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«Mixed Messages on Mixed incoMes Volume 15, Number 2 • 2013 U.S. Department of Housing and Urban Development | Office of Policy Development and ...»

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They’re scattered. Not everyone can walk. When someone lives here, you could feasibly walk, but it’s a long walk, up the hill.

This loss of shared common space is echoed by another long term resident, stating, “There’s nowhere to congregate now. ‘Hi. How are you?’ That’s what we do. ‘Smooches. I have to go in the house now, I have laundry to do.’ That’s how it is now.” Another resident said of the new community, “People don’t have the same values. I’m not really planted here. I’m not invested in the community. I was hesitant about my child going out there, because there’s always a fight or something going on.” Some of the seniors with the longest tenure in Salishan described trust, interaction, and sharing with neighbors in their old community, noting less interaction in the community since the redevelopment. Many of their friends have moved out and they don’t know their new neighbors as well.

Health problems contribute to challenges in getting out and meeting new people. A stakeholder, a member of the clergy, stated— It is the hardest on the seniors, specifically ethnic groups who already had a sense of community.

Especially those that had family nearby.... A lot of the people got used to the space, contributed to the gardens. It has become more dense in the new location.

Respondents identified other barriers to neighbor relationships, including language differences, busy schedules, and more limited opportunities to meet. “We socialize, but our ties are not as strong. Everyone is so busy in America. No one has time.” “I don’t know them and I don’t speak English. I don’t know what to do.” Another, a 45-year-old Russian woman stated— I study at the college now and work. There is no time. Another reason is that no one is ever outside. You don’t really see people on the street.... In the old community, people spent more time outside and there was more socializing.

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It is not surprising that ties in New Salishan were not yet as strong as they were in the old community. “We don’t know as many people here yet.... In a new place, people are more careful. They just look at each other.” “As far as friendships and relations, the old community was much better.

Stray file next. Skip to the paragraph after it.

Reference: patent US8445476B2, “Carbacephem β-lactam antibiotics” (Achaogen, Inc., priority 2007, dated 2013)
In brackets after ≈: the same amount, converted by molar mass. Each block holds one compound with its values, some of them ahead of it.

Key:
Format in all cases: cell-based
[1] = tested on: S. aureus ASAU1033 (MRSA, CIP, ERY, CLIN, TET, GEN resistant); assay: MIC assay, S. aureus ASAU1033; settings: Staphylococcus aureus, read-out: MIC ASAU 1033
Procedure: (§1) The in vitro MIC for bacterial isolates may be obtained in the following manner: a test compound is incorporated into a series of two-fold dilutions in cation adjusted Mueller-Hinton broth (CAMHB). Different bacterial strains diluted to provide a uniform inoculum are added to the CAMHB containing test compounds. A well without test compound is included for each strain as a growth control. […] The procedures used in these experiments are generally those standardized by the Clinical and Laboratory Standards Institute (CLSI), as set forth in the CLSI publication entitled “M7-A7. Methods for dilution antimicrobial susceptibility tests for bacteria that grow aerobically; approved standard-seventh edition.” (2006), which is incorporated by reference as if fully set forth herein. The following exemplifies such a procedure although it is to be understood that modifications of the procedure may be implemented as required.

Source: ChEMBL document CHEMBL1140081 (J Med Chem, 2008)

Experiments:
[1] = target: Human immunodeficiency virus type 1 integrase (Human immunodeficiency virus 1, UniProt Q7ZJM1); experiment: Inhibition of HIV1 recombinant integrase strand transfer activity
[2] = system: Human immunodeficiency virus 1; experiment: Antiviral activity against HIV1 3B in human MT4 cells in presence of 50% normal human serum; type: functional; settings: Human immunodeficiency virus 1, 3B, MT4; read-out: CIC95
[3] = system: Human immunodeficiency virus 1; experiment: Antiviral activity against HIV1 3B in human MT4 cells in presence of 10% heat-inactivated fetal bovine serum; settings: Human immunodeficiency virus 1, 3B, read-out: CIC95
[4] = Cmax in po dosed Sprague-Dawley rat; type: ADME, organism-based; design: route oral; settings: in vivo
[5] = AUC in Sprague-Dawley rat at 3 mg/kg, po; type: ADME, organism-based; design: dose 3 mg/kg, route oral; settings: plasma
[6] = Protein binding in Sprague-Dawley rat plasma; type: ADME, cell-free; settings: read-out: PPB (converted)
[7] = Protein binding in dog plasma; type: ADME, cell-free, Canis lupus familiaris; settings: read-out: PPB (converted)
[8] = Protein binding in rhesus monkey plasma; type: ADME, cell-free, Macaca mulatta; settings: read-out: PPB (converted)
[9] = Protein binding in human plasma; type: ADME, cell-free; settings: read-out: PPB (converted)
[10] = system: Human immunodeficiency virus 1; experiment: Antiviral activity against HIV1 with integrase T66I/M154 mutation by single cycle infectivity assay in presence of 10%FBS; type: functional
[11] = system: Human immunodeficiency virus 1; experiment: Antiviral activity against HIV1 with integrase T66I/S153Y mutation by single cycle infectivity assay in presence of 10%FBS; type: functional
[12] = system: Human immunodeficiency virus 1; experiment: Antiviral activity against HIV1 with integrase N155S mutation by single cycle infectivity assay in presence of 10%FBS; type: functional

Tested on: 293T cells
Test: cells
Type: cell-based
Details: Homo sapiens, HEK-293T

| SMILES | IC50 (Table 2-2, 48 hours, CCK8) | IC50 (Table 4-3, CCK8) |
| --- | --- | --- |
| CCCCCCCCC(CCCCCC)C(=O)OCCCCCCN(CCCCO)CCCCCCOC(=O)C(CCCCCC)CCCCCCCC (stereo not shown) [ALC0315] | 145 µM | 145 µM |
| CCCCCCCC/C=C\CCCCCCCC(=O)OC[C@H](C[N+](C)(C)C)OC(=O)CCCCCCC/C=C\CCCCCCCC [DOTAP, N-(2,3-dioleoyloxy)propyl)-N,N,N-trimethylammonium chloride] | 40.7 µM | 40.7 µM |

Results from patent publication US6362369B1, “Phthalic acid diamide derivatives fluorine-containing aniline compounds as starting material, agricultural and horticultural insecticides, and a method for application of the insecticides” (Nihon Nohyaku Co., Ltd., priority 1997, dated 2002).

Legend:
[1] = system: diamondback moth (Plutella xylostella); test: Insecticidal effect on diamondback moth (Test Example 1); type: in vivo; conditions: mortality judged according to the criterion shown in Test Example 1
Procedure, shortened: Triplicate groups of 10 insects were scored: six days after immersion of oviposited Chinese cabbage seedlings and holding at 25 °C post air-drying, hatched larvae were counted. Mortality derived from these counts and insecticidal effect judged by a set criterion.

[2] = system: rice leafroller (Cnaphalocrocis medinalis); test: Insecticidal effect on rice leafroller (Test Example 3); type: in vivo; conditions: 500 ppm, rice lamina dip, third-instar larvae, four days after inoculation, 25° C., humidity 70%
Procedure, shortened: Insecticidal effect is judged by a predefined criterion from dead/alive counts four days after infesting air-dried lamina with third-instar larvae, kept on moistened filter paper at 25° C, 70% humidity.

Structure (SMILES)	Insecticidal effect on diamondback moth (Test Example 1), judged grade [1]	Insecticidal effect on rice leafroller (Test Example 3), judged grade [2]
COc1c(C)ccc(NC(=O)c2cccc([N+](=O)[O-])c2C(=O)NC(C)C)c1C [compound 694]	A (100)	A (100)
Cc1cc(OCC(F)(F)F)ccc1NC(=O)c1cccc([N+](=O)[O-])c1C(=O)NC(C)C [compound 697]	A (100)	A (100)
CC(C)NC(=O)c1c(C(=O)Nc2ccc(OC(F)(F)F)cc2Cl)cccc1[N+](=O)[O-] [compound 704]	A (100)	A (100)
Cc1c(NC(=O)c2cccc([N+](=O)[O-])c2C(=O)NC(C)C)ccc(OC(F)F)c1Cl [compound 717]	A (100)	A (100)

It was like living in a small town, where everybody knows each other.” One respondent recognized that New Salishan would have more economic diversity and thought that this diversity was an improvement. “Income will be more diverse and there will be less poor people and crime.” Another respondent had a different understanding and was disappointed, saying, “They told me that they built them for low-income people, but it is not true.” Socializing in the New Community After relocation, 62 percent of respondents reported socializing less with new neighbors than previously, and 35 percent indicated no participation in community activities in their new location.

Overall, isolation seemed to have increased among relocated residents, particularly elderly ethnic minority respondents. The Vietnamese, Cambodian, and Russian-speaking seniors thought that being close to others who spoke their language was an important aspect of community life. Some had been involved in strong support networks, such as a Vietnamese phone tree and burial society.

As one 73-year-old Vietnamese man said, “The life over here (Salishan) was more comfortable, but here it is nothing; it is just an apartment.” He does not socialize much with new neighbors because, “We cannot talk to each other.... No Vietnamese here. Only me.... Living here is very sad.” A 65-year-old Vietnamese male respondent expressed the same sentiment: “I am very sad to live here.... The Old Salishan was happier than here.” Cambodians provided mutual aid for each other in times of need, both as individuals and through their temples and churches. One Cambodian respondent explained that the decrease in socializing with neighbors in the new community was “because they are Americans.” Another elder said, “I don’t know [the neighbors] because we don’t speak English and they always go to work.” Some residents, however, do report positive feelings toward their ethnically diverse neighborhood in New Salishan, suggesting that community is beginning to emerge again. A 63-year-old White woman stated— We have a Russian family next door; they’re from Ukraine. I love them. I mean, we’ve been to their daughter’s wedding. You know the adults don’t speak English, so it’s hard to have a real...

relationship with the adults, but the kids, they do.